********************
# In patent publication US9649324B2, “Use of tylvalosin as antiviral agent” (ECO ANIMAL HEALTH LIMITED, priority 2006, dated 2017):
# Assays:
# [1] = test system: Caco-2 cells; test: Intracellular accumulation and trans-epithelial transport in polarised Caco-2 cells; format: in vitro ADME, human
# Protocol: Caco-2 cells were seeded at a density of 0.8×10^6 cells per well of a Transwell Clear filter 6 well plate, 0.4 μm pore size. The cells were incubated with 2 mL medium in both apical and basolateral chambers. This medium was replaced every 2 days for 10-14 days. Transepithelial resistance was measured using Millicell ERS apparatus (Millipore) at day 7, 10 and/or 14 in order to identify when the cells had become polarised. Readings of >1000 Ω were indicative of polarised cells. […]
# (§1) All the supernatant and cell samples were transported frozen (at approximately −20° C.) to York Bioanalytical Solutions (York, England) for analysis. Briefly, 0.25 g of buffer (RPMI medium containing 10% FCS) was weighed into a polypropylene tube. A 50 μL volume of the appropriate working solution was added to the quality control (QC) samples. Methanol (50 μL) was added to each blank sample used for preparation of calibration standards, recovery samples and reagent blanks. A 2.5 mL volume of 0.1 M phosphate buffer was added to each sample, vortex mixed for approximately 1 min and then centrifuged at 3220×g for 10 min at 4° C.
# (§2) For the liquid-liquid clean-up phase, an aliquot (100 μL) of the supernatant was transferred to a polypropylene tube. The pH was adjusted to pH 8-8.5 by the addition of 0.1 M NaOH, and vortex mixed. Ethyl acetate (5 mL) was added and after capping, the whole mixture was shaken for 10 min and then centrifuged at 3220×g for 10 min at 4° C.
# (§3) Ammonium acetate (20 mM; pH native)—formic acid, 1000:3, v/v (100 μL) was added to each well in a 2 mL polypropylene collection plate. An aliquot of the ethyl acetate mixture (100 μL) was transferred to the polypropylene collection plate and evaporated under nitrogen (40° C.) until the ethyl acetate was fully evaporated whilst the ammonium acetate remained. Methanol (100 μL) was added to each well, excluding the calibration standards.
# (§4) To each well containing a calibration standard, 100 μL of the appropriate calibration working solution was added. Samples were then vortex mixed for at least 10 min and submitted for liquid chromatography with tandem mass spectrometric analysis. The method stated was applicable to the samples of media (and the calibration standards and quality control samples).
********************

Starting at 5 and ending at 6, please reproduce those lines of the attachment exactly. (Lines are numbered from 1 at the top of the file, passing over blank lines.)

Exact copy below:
# (§1) All the supernatant and cell samples were transported frozen (at approximately −20° C.) to York Bioanalytical Solutions (York, England) for analysis. Briefly, 0.25 g of buffer (RPMI medium containing 10% FCS) was weighed into a polypropylene tube. A 50 μL volume of the appropriate working solution was added to the quality control (QC) samples. Methanol (50 μL) was added to each blank sample used for preparation of calibration standards, recovery samples and reagent blanks. A 2.5 mL volume of 0.1 M phosphate buffer was added to each sample, vortex mixed for approximately 1 min and then centrifuged at 3220×g for 10 min at 4° C.
# (§2) For the liquid-liquid clean-up phase, an aliquot (100 μL) of the supernatant was transferred to a polypropylene tube. The pH was adjusted to pH 8-8.5 by the addition of 0.1 M NaOH, and vortex mixed. Ethyl acetate (5 mL) was added and after capping, the whole mixture was shaken for 10 min and then centrifuged at 3220×g for 10 min at 4° C.